The more time you spend at the U.N., the more its activities fall into a pattern. There are big promises, followed by failure and complete unwillingness to look that failure in the face. The affair invariably concludes with the piling up of yet more promises. Like a naughty child, the U.N. responds to evidence of past underperformance with pledges of future overachievement.
Late on Friday, the sixth biennial meeting of the U.N.’s “Programme of Action to Prevent, Combat and Eradicate the Illicit Trade in Small Arms and Light Weapons in All Its Aspects” (usually mercifully abbreviated as PoA) wrapped up in New York. In spite of its impressively long name, there is virtually unanimous agreement among both supporters and critics that the PoA hasn’t achieved much, if anything, by way of reducing the illicit trade in small arms.
That’s partly because the PoA isn’t really about taking serious action to stop the illegal trade. It’s actually predicated on the assumption that civilian ownership of firearms, per se, is the problem. Thus, none of the working papers submitted to the meeting even mention legal ownership, and the PoA’s “outcome document” refers to the “excessive accumulation” of small arms. If many of the nations at the PoA had their way, that accumulation would be reduced close to zero.
In a world where the majority of firearms are legally owned by civilians — not by national militaries — this attitude doesn’t make a lot of sense. It puts the PoA in the impossible position of trying to include everything — this year’s outcome document has a ridiculous 121 paragraphs, making it less of a sensible plan and more of a kitchen sink. It also means that the PoA is in practice completely uninterested in any real technical input. As Nico Wirtz, speaking for the Sporting Arms and Ammunition Manufacturers’ Institute, put it, “no other UN endeavor has so ignored scientific and technical facts from the most knowledgeable sources.”
That might be a bit of an exaggeration: The U.N.’s track record in the realm of development is also pretty dire. But certainly the U.N. has shown no real interest in tackling the actual challenges posed by the illicit trade. Notoriously, for example, China — uniquely — hasn’t agreed to mark its firearms to make them traceable, nor does it respond to tracing requests, facts that received no attention at the PoA. More broadly, as Australian tracing expert Gary Fleetwood pointed out, the quality of tracing requests even in a nation as efficient and uncorrupt as Australia leaves a lot to be desired. What most of the rest of the world is typing into its tracing forms doesn’t bear thinking about.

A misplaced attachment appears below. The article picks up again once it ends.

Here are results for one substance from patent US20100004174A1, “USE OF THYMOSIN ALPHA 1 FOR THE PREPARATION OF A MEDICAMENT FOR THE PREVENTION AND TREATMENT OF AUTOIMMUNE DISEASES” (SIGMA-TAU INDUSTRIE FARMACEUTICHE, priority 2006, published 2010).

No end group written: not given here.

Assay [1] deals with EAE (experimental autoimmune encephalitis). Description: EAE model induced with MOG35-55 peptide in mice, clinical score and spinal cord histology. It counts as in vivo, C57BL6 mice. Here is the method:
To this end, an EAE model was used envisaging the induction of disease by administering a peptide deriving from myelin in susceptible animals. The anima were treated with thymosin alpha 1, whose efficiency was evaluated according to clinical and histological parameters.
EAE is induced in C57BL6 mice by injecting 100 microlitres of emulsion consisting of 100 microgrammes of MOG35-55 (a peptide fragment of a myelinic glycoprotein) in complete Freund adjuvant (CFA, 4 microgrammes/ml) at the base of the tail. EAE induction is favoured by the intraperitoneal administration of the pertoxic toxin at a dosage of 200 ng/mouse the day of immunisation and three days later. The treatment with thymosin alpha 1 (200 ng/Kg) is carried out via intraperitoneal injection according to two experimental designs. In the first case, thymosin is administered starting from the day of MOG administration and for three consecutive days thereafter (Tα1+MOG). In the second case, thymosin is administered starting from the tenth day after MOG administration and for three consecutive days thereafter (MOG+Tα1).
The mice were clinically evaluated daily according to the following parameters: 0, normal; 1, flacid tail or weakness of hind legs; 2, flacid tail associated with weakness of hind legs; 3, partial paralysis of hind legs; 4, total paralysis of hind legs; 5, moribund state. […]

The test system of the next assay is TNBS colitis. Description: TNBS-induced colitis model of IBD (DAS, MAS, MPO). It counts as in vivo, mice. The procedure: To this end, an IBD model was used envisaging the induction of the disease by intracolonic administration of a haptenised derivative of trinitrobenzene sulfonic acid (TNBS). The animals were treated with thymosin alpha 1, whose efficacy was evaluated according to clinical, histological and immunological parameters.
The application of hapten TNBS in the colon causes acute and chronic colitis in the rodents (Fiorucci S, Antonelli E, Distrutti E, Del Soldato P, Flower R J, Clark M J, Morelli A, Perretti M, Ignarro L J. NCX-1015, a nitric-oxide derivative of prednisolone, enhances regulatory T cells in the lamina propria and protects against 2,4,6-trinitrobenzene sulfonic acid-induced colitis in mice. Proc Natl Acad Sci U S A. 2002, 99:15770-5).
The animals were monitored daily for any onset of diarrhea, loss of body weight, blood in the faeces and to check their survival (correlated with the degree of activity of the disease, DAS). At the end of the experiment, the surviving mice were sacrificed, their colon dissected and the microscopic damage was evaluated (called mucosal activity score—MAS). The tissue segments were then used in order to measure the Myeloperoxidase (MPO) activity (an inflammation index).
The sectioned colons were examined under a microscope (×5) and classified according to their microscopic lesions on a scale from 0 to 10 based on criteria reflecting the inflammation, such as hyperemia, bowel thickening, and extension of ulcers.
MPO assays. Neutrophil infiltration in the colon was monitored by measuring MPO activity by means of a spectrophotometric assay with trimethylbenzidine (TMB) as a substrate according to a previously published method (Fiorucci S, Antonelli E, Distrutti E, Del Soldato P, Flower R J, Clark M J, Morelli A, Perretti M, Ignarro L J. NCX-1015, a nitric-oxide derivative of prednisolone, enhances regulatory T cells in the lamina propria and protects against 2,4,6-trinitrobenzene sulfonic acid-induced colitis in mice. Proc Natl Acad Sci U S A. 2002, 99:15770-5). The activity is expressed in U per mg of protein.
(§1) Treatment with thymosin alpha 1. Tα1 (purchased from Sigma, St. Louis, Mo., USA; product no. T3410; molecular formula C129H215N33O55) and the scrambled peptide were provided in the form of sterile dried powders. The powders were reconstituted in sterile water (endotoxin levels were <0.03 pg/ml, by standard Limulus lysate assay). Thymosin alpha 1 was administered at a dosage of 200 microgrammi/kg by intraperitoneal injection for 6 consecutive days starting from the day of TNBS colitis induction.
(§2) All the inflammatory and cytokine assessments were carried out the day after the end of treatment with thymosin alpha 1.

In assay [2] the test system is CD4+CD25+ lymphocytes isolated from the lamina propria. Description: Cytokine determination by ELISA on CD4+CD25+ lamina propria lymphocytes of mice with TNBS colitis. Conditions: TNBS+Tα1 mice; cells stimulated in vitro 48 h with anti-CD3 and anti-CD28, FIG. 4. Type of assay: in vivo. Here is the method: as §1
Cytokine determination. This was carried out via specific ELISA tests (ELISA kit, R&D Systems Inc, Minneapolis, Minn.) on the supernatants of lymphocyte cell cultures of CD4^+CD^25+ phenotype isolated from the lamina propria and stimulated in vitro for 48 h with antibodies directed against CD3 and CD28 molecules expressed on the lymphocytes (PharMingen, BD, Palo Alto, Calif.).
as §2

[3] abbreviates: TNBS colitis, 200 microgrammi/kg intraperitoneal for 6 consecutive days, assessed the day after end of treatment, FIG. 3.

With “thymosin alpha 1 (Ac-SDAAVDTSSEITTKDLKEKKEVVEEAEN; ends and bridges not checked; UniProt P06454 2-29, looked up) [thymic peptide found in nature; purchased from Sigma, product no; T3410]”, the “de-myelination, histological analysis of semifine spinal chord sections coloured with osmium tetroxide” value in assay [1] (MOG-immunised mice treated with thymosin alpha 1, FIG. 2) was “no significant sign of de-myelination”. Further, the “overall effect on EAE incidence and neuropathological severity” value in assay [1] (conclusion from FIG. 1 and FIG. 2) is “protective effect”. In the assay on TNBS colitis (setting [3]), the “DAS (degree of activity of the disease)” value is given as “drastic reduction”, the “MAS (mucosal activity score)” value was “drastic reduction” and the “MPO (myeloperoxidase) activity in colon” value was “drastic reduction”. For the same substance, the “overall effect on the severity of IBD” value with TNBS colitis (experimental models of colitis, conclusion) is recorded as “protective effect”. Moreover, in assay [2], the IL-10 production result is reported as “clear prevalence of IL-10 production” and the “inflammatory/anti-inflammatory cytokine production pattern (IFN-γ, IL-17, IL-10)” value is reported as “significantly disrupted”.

Of course, if the U.N. wanted to tackle tracing, for example, it would have to begin by acknowledging that most of its member nations aren’t very good at it. Indeed, of the 193 nations in New York, only 73 even managed to submit their report of activities under the PoA on time — and no one knows (or seems to care) if those reports are truthful, or bear any relation to reality. By the same token, speeches at the PoA are full of irrelevant twaddle about the special expertise that women can supposedly bring to PoA implementation, though curiously no one ever specifies the source or nature of this expertise. Most of the delegates at the PoA know nothing about firearms, and quite a few represent nations that are deeply involved in the illicit trade. The result is predictable: As the PoA has failed to make any noticeable dent in that trade, the delegates want nothing more than to avoid any reflections on their own competence by focusing instead on expanding its remit.